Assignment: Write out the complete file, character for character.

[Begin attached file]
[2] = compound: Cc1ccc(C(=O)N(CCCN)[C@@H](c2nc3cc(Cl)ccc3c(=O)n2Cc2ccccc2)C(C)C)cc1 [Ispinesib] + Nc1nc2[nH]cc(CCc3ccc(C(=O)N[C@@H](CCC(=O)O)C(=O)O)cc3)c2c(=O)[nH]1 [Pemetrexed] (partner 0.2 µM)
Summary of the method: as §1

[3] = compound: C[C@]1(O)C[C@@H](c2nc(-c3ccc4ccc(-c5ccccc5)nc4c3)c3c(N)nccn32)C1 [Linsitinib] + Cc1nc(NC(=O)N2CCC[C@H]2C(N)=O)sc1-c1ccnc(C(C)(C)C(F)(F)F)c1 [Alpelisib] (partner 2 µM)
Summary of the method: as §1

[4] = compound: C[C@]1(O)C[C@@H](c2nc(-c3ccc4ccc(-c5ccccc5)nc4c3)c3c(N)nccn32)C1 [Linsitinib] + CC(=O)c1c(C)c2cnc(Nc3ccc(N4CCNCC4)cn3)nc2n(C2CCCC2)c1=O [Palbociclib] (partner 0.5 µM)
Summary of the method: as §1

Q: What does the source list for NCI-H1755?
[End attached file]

[2] = compound: Cc1ccc(C(=O)N(CCCN)[C@@H](c2nc3cc(Cl)ccc3c(=O)n2Cc2ccccc2)C(C)C)cc1 [Ispinesib] + Nc1nc2[nH]cc(CCc3ccc(C(=O)N[C@@H](CCC(=O)O)C(=O)O)cc3)c2c(=O)[nH]1 [Pemetrexed] (partner 0.2 µM)
Summary of the method: as §1

[3] = compound: C[C@]1(O)C[C@@H](c2nc(-c3ccc4ccc(-c5ccccc5)nc4c3)c3c(N)nccn32)C1 [Linsitinib] + Cc1nc(NC(=O)N2CCC[C@H]2C(N)=O)sc1-c1ccnc(C(C)(C)C(F)(F)F)c1 [Alpelisib] (partner 2 µM)
Summary of the method: as §1

[4] = compound: C[C@]1(O)C[C@@H](c2nc(-c3ccc4ccc(-c5ccccc5)nc4c3)c3c(N)nccn32)C1 [Linsitinib] + CC(=O)c1c(C)c2cnc(Nc3ccc(N4CCNCC4)cn3)nc2n(C2CCCC2)c1=O [Palbociclib] (partner 0.5 µM)
Summary of the method: as §1

Q: What does the source list for NCI-H1755?